USAF Confirms Plans to Buy 6 Light Attack Aircraft under OA-X Program

IndraStra Global

USAF Confirms Plans to Buy 6 Light Attack Aircraft under OA-X Program

By IndraStra Global News Team


Image Attribute: Afghan Air Force's A-29 Super Tucano procured under the Light Air Support (LAS) program - between 2008 to 2012.

According to the outgoing United States Secretary of the Air Force — Heather Wilson, the United States Air Force (USAF) has settled on buying six total light attack aircraft from Sierra Nevada Corp (SNC) and Textron Aviation Defense as part of its experimental "off-the-shelf" light attack aircraft program known as OA-X program (evolved from Light Attack/Armed Reconnaissance (LAAR) program). She will be leaving her post at the end of the month to become the president of the University of Texas at El Paso.

On May 16, Secretary Wilson said at Defense Writers Group breakfast, "What we're trying to do by buying three aircraft [to be used] at Nellis [Air Force Base, Nevada] and putting another three at Hulburt [Field, Florida], is creating a place where our allies can come... fly with us, check out the equipment, understand what we're doing."

On May 8, USAF said that it would award a contract to SNC for two to three SNC/Embraer A-29 Super Tucanos and that a second procurement contract, also for two to three aircraft, would be issued to Textron Aviation Defense for AT-6B Wolverine aircraft. USAF Pilots flew both the aircraft in last summer as a live-fly experiment to gather additional information about aircraft capabilities, as well as partner nation interoperability, prior to a potential light attack purchase. The initial six turboprop planes will be used to continue its experimentation program, as the USAF expands its criteria to include jets, drones, helicopters, and others.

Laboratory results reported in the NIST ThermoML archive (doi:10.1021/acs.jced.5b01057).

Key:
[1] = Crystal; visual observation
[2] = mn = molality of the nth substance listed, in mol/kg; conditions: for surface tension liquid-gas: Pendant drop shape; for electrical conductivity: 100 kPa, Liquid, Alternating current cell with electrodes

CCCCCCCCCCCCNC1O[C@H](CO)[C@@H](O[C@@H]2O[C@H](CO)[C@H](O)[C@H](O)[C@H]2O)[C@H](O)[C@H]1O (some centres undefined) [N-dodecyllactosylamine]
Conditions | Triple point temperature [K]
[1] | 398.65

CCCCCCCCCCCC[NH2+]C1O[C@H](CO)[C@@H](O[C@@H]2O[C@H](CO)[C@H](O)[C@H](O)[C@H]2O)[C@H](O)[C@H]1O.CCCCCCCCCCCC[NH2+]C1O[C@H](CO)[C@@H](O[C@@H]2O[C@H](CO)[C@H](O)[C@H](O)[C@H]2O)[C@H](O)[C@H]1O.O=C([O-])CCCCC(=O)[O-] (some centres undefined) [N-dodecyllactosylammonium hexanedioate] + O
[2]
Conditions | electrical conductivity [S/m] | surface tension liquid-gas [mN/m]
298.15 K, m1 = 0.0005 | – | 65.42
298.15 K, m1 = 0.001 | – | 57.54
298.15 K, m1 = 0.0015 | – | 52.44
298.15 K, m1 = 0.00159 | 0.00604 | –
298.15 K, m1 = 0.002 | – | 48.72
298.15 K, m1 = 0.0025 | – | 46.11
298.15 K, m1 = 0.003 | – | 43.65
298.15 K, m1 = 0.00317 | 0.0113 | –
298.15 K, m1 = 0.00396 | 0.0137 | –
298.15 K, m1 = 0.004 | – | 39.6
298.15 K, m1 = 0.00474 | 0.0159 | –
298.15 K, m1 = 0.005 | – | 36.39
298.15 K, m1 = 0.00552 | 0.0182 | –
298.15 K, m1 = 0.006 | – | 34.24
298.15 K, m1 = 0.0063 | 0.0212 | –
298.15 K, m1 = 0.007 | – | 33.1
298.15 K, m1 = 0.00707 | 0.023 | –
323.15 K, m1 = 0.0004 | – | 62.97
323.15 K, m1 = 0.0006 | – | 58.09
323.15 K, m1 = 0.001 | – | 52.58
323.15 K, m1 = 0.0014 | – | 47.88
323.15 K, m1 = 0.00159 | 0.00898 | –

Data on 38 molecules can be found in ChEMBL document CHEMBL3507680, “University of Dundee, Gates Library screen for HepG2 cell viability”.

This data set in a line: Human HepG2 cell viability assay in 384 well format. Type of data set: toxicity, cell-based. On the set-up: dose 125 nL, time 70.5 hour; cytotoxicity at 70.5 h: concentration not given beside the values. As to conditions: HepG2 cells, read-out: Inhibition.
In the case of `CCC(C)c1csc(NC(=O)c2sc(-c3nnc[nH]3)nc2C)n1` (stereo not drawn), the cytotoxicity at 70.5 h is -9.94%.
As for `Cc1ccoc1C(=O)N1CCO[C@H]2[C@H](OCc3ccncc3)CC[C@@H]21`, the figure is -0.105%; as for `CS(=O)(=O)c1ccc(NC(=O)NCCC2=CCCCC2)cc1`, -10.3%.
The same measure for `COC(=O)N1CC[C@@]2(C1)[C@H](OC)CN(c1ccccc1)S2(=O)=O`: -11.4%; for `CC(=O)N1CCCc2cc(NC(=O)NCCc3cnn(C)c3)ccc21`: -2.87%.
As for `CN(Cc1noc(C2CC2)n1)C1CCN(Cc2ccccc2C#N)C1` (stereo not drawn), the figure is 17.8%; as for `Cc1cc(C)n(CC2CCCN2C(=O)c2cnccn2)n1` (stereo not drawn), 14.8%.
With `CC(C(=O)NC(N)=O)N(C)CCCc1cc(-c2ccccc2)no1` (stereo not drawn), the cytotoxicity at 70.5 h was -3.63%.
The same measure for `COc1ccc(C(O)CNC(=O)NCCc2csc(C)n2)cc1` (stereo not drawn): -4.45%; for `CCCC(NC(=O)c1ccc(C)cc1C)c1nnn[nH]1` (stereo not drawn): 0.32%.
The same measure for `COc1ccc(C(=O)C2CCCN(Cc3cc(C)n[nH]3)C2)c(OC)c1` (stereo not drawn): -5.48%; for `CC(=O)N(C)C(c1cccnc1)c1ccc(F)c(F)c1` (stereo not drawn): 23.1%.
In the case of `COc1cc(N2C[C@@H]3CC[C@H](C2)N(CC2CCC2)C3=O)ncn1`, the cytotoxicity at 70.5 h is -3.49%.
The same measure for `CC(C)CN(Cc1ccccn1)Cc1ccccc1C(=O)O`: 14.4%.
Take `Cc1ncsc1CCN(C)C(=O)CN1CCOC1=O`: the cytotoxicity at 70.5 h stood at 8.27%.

In a number of venues during 2018, Secretary Wilson expressed the purpose of a new light attack aircraft as giving the Air Force an ability to free up more sophisticated and expensive assets for other tasks, citing the example of using high-end F-22 jets to destroy a drug laboratory in Afghanistan as an inefficient use of resources. Per-hour operating costs for light attack aircraft are typically about 2%-4% those of advanced fighters — these model typically costs about US$1,000/hour to fly; that’s less than 1/20th of the cost of an F-16, and 1/60th of the flying cost of an F-22 (US$ 70,000/hour).

"It is important to look at the light attack aircraft through the lens of allies and partners," said Air Force Chief of Staff Gen. David L. Goldfein in last year during the release of draft Request for Proposal (RFP). "An interoperable light attack aircraft that delivers common architecture and intelligence-sharing network capabilities will enhance our collective ability to compete, deter and win across all domains."

Timeline of  Light Attack Aircraft Programs


In 2009, the Light Attack/Armed Reconnaissance (LAAR) program was born out of the need for a new close air support aircraft that was suited to the type of combat the United States was facing in post 2003-invasion Iraq and Afghanistan. The close air support role was carried out by several different aircraft, including the A-10 Thunderbolt II, the B-1B Lancer, the F-16 Fighting Falcon, and the F-15E Strike Eagle. While all of these aircraft are capable of close air support, only the A-10 was purpose-built for the type of support needed by ground troops in a "low-intensity conflict," or COIN (COunterINsurgency), operation.